So why is the ukulele continuing to rise in popularity? Yes it’s a cute four-stringed box of joy that fits in your backpack but it’s so much more than that…
Why are so many huge uke festivals and groups forming,and staying together, in just about every town around Australia? Singer and uke teacher Anu Grace says it’s because the ukulele is turning out to be the new ‘social glue’.
“It brings all age groups and demographics together with a shared language,” says Anu, whose youngest uke student is five and oldest is 70.
“It invites us to sing socially and re-live our favourite music. It’s inclusive and facilitates a happy feeling. Townsville Ukuleles, with their logo ‘Uke’n be Happy’, is a local group that regularly has 50 or more people strumming away. They ran their first Ukulele Festival in May at Rollingstone and it was just what you want a uke festival to be – hanging out under the coconut palms, playing, singing and enjoying being together.”
Kids love it because it’s just their size and I believe uke is the most accessible instrument to teach kids music literacy. – Anu Grace
Anu runs a Monday night Ukestra group for all skill levels followed by a Uke Geeks class for serious students.
“We delve into jazz arrangements, theory and soloing to get to understand just how this little instrument really knits together. I started playing it in New Zealand when the Play it Strange Trust rolled out free ukes and teacher tra ining for any school interested. As a music teacher I jumped on that and uke teaching became my primary focus and I’m still fascinated by it.”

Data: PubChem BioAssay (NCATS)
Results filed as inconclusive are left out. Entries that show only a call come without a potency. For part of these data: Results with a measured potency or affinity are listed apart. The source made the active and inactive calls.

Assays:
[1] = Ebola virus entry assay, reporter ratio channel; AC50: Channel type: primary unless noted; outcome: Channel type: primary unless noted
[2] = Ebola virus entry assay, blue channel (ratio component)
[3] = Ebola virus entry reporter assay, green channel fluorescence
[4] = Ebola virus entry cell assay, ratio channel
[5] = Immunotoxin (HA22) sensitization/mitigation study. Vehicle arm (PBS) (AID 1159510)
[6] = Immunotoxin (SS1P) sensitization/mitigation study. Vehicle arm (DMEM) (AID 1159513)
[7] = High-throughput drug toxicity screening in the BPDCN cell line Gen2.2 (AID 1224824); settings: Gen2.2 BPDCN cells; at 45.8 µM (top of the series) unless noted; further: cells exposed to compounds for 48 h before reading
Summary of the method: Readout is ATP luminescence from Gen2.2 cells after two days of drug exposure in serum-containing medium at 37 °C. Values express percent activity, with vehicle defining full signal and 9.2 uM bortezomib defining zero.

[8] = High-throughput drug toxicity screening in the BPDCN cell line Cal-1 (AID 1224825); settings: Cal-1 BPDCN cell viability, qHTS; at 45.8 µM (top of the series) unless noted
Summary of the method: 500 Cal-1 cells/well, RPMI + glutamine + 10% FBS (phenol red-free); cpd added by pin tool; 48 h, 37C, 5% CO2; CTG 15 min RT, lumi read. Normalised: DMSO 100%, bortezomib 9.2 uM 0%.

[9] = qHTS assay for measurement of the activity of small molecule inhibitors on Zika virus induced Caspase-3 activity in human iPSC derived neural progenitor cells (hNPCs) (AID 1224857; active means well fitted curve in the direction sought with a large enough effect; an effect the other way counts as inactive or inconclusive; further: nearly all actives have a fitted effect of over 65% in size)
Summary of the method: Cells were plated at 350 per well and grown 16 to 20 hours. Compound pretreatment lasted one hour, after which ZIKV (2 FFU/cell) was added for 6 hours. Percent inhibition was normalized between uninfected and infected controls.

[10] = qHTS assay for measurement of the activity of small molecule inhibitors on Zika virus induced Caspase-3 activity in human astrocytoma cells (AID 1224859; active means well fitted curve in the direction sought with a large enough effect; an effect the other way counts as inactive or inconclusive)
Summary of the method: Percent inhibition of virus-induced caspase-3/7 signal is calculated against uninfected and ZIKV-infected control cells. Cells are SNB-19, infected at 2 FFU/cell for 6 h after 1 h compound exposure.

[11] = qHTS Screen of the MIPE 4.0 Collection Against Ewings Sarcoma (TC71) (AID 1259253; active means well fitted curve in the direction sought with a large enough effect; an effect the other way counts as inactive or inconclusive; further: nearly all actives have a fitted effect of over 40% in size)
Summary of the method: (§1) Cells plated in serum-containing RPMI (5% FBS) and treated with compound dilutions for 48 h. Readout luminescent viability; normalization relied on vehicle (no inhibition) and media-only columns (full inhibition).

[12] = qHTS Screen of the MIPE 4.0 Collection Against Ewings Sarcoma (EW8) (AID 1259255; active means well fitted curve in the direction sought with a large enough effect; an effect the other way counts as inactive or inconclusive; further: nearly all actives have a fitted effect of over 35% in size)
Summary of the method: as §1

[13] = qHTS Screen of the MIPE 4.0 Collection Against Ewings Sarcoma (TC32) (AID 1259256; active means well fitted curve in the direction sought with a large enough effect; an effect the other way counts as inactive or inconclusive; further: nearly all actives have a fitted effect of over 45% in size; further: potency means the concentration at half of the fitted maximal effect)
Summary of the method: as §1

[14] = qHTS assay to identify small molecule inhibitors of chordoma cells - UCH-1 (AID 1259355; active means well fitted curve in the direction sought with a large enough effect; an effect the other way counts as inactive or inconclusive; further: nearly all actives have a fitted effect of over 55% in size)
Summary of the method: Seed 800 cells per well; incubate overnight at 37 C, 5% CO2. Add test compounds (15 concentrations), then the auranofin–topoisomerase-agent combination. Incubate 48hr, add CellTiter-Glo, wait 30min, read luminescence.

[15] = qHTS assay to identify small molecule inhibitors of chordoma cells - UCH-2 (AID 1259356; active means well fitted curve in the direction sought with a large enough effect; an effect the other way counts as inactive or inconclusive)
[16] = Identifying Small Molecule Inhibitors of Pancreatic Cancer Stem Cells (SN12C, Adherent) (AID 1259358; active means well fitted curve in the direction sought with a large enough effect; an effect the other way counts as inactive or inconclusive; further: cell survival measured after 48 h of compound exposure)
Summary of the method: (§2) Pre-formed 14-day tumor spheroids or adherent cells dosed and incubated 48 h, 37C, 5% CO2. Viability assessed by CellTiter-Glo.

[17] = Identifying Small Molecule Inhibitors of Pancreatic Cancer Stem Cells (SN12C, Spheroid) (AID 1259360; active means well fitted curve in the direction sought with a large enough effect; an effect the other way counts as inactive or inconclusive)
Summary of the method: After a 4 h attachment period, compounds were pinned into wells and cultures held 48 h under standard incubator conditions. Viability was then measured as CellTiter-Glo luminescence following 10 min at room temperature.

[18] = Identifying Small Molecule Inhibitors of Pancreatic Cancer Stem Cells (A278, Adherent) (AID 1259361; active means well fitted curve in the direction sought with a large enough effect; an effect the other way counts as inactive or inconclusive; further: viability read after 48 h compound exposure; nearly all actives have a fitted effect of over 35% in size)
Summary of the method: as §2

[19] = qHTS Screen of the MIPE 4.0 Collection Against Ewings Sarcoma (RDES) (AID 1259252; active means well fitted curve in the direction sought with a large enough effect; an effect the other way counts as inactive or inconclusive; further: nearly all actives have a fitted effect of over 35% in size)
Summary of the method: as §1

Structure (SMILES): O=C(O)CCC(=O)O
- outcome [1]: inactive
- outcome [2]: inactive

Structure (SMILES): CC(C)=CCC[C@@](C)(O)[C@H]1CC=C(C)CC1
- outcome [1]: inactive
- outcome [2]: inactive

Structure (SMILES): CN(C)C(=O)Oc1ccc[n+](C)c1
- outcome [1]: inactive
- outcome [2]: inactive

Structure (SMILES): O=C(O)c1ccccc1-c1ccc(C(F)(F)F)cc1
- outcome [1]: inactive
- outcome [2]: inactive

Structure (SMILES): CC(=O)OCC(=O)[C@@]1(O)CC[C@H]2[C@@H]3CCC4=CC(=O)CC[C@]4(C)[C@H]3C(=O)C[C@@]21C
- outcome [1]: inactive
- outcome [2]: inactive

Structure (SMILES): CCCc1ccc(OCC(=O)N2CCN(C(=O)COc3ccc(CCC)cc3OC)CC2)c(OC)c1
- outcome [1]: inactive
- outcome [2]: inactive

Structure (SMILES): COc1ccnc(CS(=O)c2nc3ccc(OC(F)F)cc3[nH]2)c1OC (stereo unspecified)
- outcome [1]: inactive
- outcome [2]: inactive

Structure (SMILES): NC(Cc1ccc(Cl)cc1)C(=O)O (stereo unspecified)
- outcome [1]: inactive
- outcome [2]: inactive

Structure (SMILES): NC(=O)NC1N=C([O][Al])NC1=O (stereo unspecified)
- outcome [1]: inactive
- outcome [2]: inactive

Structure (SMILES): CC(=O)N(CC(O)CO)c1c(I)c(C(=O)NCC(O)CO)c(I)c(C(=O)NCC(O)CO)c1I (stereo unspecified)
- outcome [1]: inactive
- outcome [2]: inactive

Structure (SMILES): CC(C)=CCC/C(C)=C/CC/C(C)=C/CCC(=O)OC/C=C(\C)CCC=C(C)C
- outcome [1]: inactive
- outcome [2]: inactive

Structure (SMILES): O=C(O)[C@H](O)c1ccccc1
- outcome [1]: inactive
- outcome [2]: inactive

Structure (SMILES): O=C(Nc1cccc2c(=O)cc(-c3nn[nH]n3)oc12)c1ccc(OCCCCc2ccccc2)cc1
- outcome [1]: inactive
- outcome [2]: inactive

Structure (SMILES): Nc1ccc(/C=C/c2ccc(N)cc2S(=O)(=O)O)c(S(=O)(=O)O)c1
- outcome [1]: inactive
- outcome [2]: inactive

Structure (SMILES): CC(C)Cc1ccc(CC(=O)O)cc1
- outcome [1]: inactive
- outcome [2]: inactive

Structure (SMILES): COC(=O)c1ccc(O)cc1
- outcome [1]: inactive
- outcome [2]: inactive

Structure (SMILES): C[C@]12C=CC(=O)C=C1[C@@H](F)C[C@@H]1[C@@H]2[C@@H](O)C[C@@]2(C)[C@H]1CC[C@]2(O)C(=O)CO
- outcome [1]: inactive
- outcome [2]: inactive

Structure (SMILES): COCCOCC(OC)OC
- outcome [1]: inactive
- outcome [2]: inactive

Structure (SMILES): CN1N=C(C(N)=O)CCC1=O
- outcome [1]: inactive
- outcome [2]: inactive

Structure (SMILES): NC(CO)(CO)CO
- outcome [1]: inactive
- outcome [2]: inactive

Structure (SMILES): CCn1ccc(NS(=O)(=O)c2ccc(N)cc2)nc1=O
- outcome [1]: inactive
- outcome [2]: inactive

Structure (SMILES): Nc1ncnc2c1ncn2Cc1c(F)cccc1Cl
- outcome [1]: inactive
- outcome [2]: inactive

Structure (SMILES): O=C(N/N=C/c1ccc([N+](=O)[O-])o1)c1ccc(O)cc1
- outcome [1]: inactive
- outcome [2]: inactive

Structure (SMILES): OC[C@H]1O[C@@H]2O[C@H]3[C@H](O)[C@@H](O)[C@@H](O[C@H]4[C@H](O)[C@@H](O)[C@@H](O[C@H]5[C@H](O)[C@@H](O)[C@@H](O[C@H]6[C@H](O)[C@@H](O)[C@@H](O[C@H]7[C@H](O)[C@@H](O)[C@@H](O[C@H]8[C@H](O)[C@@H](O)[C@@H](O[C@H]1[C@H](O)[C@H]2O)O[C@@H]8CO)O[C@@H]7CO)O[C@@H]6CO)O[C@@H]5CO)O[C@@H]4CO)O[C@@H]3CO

Anu says that while learning to play the ukulele as well as her teacher James Hill is a big stretch, learning a simple riff and chord pattern for a Ukestra is achievable for all ages.
“Kids love it because it’s just their size and I believe uke is the most accessible instrument to teach kids music literacy,” she says. “Uke is also great for keeping the brain and fingers active, which is why so many older people have embraced it.”
The Pop-Up UKESTRA
In collaboration with Umbrella Studio’s Pop-up Arts festival PUNQ, the Pop-Up UKESTRA (Ukulele Orchestra) is for all those who want a bit of music in their life.
Everyone who has a ukulele, or even complete beginners who would just like to try it (there’ll be spare ukes to borrow), is invited to a rehearsal on Tuesday 1 August at Bulletin Square to learn parts for a performance on Sunday 6 August.
“Even though we’re working toward a performance at Cotters Market, we have the safety of numbers so you can just come along for the ride,” says Ukestra facilitator Anu Grace.
The Pop-up Ukestra is sponsored by Townsville City Council and everyone can learn to play some great uplifting tunes. Details and tickets ($15) are available at www.AnuGrace.eventbrite.com.au